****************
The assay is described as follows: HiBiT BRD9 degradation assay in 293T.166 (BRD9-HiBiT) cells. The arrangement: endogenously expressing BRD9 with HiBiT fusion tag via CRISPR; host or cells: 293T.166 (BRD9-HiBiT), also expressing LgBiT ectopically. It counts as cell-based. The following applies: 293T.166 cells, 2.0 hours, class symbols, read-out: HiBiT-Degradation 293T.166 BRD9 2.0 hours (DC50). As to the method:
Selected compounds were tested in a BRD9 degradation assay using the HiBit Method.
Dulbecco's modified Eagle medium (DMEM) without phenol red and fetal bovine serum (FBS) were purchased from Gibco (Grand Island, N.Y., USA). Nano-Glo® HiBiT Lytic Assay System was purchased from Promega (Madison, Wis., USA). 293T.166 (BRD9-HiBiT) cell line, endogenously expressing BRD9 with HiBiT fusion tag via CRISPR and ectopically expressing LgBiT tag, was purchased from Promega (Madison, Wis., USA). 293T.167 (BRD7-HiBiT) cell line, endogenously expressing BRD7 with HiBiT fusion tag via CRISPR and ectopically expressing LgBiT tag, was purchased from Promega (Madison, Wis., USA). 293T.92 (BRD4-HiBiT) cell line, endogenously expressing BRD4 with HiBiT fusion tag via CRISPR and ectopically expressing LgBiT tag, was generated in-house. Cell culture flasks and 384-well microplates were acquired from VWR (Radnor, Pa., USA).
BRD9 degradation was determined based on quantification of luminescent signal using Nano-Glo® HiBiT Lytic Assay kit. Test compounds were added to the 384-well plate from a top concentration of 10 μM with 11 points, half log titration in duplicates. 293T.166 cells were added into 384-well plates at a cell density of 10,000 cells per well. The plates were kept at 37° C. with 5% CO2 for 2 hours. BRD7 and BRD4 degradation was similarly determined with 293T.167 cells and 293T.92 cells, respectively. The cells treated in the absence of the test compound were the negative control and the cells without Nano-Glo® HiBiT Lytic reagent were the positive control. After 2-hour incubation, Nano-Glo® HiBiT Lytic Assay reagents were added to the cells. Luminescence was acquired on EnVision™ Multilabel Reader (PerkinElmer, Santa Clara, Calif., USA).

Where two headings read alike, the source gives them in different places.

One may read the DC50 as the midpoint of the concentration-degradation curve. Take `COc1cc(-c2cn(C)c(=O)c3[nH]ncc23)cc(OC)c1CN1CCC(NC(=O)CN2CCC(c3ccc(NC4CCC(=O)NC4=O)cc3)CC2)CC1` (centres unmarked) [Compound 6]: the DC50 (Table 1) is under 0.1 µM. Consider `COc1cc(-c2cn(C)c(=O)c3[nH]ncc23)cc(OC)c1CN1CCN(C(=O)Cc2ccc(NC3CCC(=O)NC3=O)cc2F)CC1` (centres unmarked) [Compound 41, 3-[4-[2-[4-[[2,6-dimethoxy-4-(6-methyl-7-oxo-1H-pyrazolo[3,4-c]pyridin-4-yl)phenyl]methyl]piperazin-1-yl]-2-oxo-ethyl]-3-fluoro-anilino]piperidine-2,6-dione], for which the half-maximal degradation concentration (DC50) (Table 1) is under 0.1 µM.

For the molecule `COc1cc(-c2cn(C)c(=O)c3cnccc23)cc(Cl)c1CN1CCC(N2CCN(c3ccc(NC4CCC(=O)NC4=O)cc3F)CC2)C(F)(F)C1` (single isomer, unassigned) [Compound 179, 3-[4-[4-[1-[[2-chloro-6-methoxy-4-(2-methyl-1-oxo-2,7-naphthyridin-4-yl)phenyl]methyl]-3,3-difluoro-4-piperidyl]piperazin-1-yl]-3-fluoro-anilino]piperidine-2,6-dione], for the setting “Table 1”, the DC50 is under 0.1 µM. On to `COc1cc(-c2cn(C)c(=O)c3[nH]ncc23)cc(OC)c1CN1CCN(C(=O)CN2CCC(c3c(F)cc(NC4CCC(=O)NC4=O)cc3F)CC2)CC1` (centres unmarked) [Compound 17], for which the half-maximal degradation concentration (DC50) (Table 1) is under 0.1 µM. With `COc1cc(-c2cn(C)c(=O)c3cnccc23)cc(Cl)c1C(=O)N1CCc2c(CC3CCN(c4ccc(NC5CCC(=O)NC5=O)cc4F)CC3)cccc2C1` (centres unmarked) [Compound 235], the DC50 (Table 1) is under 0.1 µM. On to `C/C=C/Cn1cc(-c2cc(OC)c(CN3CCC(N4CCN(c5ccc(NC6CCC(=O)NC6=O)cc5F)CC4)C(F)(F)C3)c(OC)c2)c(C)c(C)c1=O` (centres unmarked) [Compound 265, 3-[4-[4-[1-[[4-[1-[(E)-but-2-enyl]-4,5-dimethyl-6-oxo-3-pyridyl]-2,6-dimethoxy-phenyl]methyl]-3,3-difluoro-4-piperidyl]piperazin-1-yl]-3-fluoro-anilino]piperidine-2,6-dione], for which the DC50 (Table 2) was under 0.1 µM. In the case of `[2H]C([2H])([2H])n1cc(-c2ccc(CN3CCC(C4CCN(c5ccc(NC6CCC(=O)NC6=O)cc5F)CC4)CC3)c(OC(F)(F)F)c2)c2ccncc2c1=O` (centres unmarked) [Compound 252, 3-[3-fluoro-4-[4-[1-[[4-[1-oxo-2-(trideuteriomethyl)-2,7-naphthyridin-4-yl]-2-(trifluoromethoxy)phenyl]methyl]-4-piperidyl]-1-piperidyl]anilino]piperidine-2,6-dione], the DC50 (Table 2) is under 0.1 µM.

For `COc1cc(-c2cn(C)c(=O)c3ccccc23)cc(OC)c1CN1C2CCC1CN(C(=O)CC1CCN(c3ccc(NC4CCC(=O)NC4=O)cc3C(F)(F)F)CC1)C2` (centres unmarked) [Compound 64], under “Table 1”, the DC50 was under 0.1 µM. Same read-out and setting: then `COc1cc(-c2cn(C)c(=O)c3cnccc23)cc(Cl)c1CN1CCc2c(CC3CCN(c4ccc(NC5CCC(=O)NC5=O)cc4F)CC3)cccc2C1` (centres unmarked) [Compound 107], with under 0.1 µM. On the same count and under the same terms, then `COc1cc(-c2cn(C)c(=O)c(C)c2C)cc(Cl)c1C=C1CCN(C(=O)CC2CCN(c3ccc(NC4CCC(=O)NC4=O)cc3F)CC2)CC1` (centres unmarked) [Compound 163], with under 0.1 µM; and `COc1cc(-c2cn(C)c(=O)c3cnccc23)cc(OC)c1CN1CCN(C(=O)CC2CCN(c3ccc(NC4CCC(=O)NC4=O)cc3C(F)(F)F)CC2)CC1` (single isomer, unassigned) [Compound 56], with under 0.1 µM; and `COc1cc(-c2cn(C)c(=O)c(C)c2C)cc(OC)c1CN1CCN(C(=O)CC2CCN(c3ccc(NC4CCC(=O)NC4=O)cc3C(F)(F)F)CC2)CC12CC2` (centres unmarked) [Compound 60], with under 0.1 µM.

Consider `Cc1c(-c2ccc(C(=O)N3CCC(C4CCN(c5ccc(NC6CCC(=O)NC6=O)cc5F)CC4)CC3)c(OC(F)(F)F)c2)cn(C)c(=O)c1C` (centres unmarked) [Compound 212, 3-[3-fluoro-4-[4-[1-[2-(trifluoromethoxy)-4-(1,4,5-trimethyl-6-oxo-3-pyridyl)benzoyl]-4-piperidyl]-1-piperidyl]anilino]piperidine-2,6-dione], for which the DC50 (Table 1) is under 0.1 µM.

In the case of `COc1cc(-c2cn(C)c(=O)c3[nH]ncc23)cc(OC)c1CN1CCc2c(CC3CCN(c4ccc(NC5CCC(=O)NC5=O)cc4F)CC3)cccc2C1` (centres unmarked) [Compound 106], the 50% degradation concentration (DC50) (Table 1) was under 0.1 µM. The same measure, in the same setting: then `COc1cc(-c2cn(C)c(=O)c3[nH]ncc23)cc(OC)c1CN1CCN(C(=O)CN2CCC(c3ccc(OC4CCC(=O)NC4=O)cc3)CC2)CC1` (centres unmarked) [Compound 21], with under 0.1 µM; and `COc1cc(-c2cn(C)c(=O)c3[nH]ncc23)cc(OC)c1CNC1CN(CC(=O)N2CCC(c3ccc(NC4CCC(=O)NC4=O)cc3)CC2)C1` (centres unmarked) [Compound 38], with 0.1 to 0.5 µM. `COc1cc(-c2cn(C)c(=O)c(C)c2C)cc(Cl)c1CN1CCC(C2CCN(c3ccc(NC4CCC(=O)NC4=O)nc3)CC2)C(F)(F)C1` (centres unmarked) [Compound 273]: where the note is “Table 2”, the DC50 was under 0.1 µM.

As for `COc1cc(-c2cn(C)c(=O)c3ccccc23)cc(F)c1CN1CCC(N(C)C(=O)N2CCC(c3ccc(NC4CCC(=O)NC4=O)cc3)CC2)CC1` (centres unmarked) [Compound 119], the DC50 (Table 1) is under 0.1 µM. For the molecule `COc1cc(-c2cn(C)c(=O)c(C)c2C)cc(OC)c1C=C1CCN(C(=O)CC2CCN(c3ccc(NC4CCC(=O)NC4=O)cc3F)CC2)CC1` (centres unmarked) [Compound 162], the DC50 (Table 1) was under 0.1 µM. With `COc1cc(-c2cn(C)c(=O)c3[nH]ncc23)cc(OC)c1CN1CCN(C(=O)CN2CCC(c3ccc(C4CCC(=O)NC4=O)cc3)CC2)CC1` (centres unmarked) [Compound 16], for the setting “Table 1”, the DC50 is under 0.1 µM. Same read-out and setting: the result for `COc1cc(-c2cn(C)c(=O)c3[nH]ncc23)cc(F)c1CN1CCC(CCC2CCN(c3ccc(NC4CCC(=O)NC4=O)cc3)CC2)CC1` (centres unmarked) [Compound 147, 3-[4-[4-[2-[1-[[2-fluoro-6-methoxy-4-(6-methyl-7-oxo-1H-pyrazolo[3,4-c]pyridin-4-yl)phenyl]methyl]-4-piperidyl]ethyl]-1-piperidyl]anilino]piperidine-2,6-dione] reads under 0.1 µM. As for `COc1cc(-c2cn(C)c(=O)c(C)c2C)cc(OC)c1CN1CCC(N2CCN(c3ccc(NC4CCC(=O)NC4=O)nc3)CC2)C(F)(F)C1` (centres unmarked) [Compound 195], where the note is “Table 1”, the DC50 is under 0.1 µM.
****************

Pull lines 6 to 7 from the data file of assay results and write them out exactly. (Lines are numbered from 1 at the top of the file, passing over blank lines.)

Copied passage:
One may read the DC50 as the midpoint of the concentration-degradation curve. Take `COc1cc(-c2cn(C)c(=O)c3[nH]ncc23)cc(OC)c1CN1CCC(NC(=O)CN2CCC(c3ccc(NC4CCC(=O)NC4=O)cc3)CC2)CC1` (centres unmarked) [Compound 6]: the DC50 (Table 1) is under 0.1 µM. Consider `COc1cc(-c2cn(C)c(=O)c3[nH]ncc23)cc(OC)c1CN1CCN(C(=O)Cc2ccc(NC3CCC(=O)NC3=O)cc2F)CC1` (centres unmarked) [Compound 41, 3-[4-[2-[4-[[2,6-dimethoxy-4-(6-methyl-7-oxo-1H-pyrazolo[3,4-c]pyridin-4-yl)phenyl]methyl]piperazin-1-yl]-2-oxo-ethyl]-3-fluoro-anilino]piperidine-2,6-dione], for which the half-maximal degradation concentration (DC50) (Table 1) is under 0.1 µM.

For the molecule `COc1cc(-c2cn(C)c(=O)c3cnccc23)cc(Cl)c1CN1CCC(N2CCN(c3ccc(NC4CCC(=O)NC4=O)cc3F)CC2)C(F)(F)C1` (single isomer, unassigned) [Compound 179, 3-[4-[4-[1-[[2-chloro-6-methoxy-4-(2-methyl-1-oxo-2,7-naphthyridin-4-yl)phenyl]methyl]-3,3-difluoro-4-piperidyl]piperazin-1-yl]-3-fluoro-anilino]piperidine-2,6-dione], for the setting “Table 1”, the DC50 is under 0.1 µM. On to `COc1cc(-c2cn(C)c(=O)c3[nH]ncc23)cc(OC)c1CN1CCN(C(=O)CN2CCC(c3c(F)cc(NC4CCC(=O)NC4=O)cc3F)CC2)CC1` (centres unmarked) [Compound 17], for which the half-maximal degradation concentration (DC50) (Table 1) is under 0.1 µM. With `COc1cc(-c2cn(C)c(=O)c3cnccc23)cc(Cl)c1C(=O)N1CCc2c(CC3CCN(c4ccc(NC5CCC(=O)NC5=O)cc4F)CC3)cccc2C1` (centres unmarked) [Compound 235], the DC50 (Table 1) is under 0.1 µM. On to `C/C=C/Cn1cc(-c2cc(OC)c(CN3CCC(N4CCN(c5ccc(NC6CCC(=O)NC6=O)cc5F)CC4)C(F)(F)C3)c(OC)c2)c(C)c(C)c1=O` (centres unmarked) [Compound 265, 3-[4-[4-[1-[[4-[1-[(E)-but-2-enyl]-4,5-dimethyl-6-oxo-3-pyridyl]-2,6-dimethoxy-phenyl]methyl]-3,3-difluoro-4-piperidyl]piperazin-1-yl]-3-fluoro-anilino]piperidine-2,6-dione], for which the DC50 (Table 2) was under 0.1 µM. In the case of `[2H]C([2H])([2H])n1cc(-c2ccc(CN3CCC(C4CCN(c5ccc(NC6CCC(=O)NC6=O)cc5F)CC4)CC3)c(OC(F)(F)F)c2)c2ccncc2c1=O` (centres unmarked) [Compound 252, 3-[3-fluoro-4-[4-[1-[[4-[1-oxo-2-(trideuteriomethyl)-2,7-naphthyridin-4-yl]-2-(trifluoromethoxy)phenyl]methyl]-4-piperidyl]-1-piperidyl]anilino]piperidine-2,6-dione], the DC50 (Table 2) is under 0.1 µM.